Government announces mandatory jail terms for knife crime teenagers after Harrow Times campaign

Government backs Don't Carry Don't Kill with tough new knife crime sentences

Government backs Don't Carry Don't Kill with tough new knife crime sentences

First published in Don't Carry, Don't Kill Harrow Times: Photograph of the Author by

THE Government has thrown its weight behind proposals championed by the Harrow Times for tougher sentences for teenagers who carry knives.

Justice Secretary Ken Clarke has caved in to pressure and announced new measures for mandatory four-month custodial sentences for 16 and 17-year-olds who threaten others with a knife.

Enfield North MP Nick de Bois led a campaign backed by this newspaper for the tougher penalties, to tackle the scourge of knife crime in Harrow, Brent, and cities across the country.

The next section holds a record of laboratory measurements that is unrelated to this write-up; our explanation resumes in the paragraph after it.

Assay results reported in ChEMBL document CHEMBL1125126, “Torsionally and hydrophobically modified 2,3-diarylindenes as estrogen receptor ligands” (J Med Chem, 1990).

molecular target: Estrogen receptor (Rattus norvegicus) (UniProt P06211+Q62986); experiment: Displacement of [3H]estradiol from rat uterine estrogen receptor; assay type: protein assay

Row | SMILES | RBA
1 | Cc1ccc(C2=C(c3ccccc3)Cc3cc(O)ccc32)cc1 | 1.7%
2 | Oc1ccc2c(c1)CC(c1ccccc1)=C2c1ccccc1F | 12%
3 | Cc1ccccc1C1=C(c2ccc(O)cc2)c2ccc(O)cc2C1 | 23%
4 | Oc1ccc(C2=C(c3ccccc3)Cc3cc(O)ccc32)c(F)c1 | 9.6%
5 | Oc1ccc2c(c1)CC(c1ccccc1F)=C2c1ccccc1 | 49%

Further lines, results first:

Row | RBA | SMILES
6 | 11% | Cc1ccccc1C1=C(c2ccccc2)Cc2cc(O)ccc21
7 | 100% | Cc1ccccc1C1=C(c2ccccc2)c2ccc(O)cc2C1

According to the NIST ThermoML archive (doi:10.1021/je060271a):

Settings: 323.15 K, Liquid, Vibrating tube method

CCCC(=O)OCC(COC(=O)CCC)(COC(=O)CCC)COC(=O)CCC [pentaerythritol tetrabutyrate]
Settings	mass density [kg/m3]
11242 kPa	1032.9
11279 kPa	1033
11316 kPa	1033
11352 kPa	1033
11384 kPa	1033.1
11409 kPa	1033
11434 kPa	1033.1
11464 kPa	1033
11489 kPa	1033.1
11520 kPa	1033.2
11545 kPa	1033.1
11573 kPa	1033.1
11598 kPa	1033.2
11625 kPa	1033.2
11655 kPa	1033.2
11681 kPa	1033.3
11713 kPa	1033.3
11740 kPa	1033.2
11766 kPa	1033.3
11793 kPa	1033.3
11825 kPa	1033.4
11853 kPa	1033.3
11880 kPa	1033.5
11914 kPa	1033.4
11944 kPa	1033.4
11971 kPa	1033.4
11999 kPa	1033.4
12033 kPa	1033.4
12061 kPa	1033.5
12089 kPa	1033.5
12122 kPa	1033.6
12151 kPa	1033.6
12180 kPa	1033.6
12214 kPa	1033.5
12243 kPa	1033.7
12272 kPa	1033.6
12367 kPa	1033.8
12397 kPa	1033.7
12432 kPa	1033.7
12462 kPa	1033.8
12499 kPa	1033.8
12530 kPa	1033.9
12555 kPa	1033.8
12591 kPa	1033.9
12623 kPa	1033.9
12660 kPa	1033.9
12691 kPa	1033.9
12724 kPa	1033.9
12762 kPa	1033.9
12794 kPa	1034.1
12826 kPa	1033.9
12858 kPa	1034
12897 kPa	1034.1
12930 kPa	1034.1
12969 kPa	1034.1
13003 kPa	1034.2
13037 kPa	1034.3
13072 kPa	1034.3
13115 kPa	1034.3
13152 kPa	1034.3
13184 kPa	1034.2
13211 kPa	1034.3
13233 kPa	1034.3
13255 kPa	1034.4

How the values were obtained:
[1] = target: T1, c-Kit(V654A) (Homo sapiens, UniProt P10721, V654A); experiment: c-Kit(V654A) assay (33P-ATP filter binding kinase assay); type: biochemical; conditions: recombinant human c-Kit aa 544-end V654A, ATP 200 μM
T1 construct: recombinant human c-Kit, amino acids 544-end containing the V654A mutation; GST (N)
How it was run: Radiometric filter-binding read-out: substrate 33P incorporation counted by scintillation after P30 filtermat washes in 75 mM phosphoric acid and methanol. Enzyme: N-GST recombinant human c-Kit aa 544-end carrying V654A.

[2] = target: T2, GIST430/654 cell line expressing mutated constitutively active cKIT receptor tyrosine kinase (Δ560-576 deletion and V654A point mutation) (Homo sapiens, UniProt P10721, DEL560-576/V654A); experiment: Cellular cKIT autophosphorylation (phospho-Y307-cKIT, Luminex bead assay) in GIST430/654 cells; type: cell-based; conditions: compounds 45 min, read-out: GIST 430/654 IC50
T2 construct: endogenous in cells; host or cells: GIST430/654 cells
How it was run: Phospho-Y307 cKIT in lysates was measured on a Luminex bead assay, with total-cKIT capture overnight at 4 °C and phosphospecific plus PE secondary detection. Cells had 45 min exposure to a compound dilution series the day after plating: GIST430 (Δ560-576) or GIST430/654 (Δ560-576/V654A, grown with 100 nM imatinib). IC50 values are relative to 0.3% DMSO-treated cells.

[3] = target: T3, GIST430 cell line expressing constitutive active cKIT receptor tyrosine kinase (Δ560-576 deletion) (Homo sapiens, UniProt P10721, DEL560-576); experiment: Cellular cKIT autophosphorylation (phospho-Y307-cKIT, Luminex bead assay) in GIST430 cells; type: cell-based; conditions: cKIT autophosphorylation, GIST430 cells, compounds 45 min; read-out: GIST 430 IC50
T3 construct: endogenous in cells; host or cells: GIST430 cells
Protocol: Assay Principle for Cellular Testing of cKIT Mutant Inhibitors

The surprise announcement tonight will be seen as a climbdown for Mr Clarke, who told Parliament on Tuesday that sentencing should be left to judges.

However, it is understood the idea of mandatory sentences won the backing of Home Secretary Theresa May, prompting a battle in cabinet which eventually forced the Prime Minister to step in.

The amendment which will change the law on knife crime sentencing will be attached to the Legal Aid, Sentencing and Punishment of Offenders Bill.

The bill already includes six-month mandatory sentences for adults convicted of aggravated knife crime, and will now include at least four months detention and training for children under 16 for the same crime.

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